A magical book about an ancient legend-that the seal was once human, and can sometimes resume human form-and about the Celtic fishing families who still tell it, sing it, believe it.
The People of the Sea is an incomparable evocation of the pagan Celtic world, where even today magic coexists with reality, and where ancient traditions, beliefs, and ways of life somehow endure. The late David Thomson, a Scotsman raised among fishermen and storytellers, was obsessed from childhood by the Celtic seal legend-the large body of stories and songs surrounding the gray Atlantic seal-and the dream-like hold that his own encounters with seals had on him. In the early 1950s he took a journey to seek the legend out-in the Hebrides, on the east coast of Scotland, on the west coast of Ireland, in the Shetlands and the Orkney Islands. He gives us here the fruit of his search as he found it-in bar conversations, in chance meetings on the beach, at a country dance, in a crofter's kitchen-and he also tells us something of the men, women, and children from whom he heard the stories. The result is an unclassifiable masterpiece, a book that his friend Seamus Heaney, in an introduction written especially for this edition, calls "a poetic achievement," a work of "intuitive understanding, perfect grace, and perfect pitch."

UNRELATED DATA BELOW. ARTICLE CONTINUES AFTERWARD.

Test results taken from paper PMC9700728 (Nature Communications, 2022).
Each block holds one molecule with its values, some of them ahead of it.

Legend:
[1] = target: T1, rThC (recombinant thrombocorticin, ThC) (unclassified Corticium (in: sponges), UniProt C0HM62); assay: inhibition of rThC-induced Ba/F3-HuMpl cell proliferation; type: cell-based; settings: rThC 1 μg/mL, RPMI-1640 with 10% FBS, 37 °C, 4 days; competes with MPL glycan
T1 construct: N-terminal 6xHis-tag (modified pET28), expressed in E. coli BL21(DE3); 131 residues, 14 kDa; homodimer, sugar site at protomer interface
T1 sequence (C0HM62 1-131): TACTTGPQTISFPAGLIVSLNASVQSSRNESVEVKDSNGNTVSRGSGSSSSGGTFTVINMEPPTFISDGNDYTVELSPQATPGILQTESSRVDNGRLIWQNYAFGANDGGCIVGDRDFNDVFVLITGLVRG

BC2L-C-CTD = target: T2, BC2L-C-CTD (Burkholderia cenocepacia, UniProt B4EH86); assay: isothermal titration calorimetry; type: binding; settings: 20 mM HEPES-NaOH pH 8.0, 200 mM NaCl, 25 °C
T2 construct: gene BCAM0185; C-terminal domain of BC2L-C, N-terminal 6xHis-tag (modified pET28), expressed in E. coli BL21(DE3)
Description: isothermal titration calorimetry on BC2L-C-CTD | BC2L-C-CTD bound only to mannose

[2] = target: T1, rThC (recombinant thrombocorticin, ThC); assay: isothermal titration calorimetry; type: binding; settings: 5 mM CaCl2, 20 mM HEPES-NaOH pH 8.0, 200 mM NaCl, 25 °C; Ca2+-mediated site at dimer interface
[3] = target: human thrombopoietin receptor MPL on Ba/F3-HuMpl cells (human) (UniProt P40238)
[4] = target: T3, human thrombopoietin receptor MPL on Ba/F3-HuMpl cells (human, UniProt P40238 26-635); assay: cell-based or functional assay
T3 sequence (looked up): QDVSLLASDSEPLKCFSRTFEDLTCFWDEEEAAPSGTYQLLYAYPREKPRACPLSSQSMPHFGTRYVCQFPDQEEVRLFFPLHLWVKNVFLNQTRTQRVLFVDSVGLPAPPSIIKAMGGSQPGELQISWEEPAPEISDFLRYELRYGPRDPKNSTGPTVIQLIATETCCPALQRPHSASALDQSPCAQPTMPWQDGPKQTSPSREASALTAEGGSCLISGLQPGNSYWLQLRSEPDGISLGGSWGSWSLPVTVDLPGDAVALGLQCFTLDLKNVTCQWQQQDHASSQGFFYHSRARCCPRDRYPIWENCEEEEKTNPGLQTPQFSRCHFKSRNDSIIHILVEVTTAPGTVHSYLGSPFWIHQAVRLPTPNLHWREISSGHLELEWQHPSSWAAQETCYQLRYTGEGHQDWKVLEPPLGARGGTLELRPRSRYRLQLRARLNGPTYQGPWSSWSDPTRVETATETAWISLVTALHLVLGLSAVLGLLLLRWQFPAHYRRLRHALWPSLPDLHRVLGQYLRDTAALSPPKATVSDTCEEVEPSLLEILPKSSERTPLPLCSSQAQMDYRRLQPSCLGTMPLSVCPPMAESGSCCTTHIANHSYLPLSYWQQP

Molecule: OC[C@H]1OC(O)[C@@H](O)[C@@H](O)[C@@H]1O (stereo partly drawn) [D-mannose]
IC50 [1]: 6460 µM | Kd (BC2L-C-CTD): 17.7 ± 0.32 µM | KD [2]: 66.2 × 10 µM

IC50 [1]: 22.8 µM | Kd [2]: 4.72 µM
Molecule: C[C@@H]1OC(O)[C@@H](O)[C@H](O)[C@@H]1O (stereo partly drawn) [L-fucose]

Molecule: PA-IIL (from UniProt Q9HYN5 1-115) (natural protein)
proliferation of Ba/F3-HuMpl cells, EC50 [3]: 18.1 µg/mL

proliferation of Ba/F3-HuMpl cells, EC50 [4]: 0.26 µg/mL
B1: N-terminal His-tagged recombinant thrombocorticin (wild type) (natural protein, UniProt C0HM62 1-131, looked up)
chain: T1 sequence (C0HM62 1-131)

|Edition description:||New Edition|
|Product dimensions:||5.56(w) x 8.54(h) x 0.60(d)|